pastel and ink on paper
37.5 x 28.5 inches (frame)

Manjushri is one of the bodhisattvas introduced in the Mahayana sutras.  He is renowned for his wisdom and the qualities of his speech and voice, and is noted for bestowing intelligence, wisdom, eloquence, and memory to his devotees. He has the power of discriminating wisdom, discriminating between correct and incorrect views and beneficial and non-beneficial actions.  His sword vanquishes ignorance; it is also a sword of quick detachment and a symbol of enlightened will; his purpose is to lead beings into inquiry where they can discover the true nature of reality, the concept of emptiness.

Manjushri is shown holding the stem of a lotus flower in his left hand on which sits a flaming sword that represents his realization of wisdom which cuts through ignorance and wrong views. The sword is tipped with flames to show that it severs all notions of duality, cutting away delusion, aversion, and longing, to reveal understanding, equanimity, and compassion.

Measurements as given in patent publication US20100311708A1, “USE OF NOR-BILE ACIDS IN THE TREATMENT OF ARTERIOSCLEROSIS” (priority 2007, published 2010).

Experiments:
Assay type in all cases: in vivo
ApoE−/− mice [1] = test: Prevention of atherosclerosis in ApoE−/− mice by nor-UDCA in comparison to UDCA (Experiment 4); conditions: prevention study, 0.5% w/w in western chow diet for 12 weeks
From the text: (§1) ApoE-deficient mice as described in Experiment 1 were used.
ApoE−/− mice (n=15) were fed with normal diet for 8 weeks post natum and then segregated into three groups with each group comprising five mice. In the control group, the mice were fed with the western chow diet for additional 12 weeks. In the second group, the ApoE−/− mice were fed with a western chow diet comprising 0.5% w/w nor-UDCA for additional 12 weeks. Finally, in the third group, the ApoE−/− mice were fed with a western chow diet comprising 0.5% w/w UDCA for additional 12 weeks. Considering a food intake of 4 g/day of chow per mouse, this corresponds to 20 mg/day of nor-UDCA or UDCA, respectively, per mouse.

The book he holds at his heart in his left hand is the Prajnaparamita (the perfection of wisdom), the most revered text of Mahayana Buddhism—actually a group of about 40 texts composed between 100 BC and 600 AD. The book is in the form of oblong sheets that take their shape from the palm leaves on which the texts were originally written. The Prajnaparamita Sutra is also often personified as a female deity, the mother of all Buddhas.

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